While adequate food and clean water remain daily challenges for millions of Africans, poverty at the household level – “lived poverty” – has declined in two-thirds of countries surveyed by Afrobarometer, newly released survey findings show.
Despite progress over the past decade, the development of infrastructure for electricity, water, sewerage, and roads remains an enormous challenge across Africa, especially in rural areas, new Afrobarometer survey data indicate. In contrast, cell phone service is approaching universal coverage.
Africans’ most urgent problem is unemployment, and their top priority for more government investment is education, according to Afrobarometer’s latest round of surveys across Africa.
Swaziland was excluded from the United States Africa Growth and Opportunity Act (AGOA) at the beginning of 2015 and there are expectations that this will have an adverse impact on the economy and employment. Also the continued unpredictability of the revenue derived from the Southern African Customs Union (SACU) continues to be a major challenge for the government and its ability to address some of these issues.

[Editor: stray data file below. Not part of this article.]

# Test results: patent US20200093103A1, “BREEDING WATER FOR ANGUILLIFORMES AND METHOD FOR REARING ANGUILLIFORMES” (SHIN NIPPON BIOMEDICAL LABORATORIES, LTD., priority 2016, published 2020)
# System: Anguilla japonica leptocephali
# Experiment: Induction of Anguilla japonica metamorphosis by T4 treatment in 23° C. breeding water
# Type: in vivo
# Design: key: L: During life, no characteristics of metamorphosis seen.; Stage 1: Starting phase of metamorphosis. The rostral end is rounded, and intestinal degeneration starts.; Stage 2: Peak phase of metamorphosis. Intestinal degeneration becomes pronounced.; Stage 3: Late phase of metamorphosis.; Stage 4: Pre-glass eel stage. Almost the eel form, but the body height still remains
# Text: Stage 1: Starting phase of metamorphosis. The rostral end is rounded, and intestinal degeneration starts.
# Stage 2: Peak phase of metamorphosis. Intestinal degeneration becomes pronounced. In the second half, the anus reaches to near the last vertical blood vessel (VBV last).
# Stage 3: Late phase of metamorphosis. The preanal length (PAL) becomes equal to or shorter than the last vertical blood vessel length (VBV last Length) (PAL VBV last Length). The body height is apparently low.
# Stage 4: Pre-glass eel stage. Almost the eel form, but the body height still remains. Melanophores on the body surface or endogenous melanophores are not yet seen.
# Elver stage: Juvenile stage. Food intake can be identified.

Swaziland recently appointed an acting Chief Justice Bheki Maphalala in June 2015 after the removal of the previous head of the judiciary. The new appointee is the first Swazi to be appointed to the esteemed position and has the important task of restoring the nation’s confidence in his office and the judicial system.
Findings at a glance:
Government Performance: Half of Swazis say unemployment is the most important issue government should address. Current survey data shows this as a growing concern amongst Swazis.
Judiciary: Confidence in the judicial system low with only 26% of Swazis being confident with the Chief Justice.
Economic Conditions: Swazis are optimistic about the country’s economic conditions; 56% expect them to improve over the next 12 months.
1. Afrobarometer has collected data on the perceptions and attitudes of African citizens since 1999.
2. Our data are collected from nationally representative samples.
3. All respondents are randomly selected; every adult citizen has an equal chance of being selected.
4. Samples are distributed across urban/rural areas in proportion to their share of the national population.
5. We use face-to-face interviews in the language of the respondent’s choice.
Swaziland Round 5 codebook (2013)
Swaziland Round 5 questionnaire
Swaziland Round 6 questionnaire
ActivQuest is Afrobarometer’s national partner in Swaziland.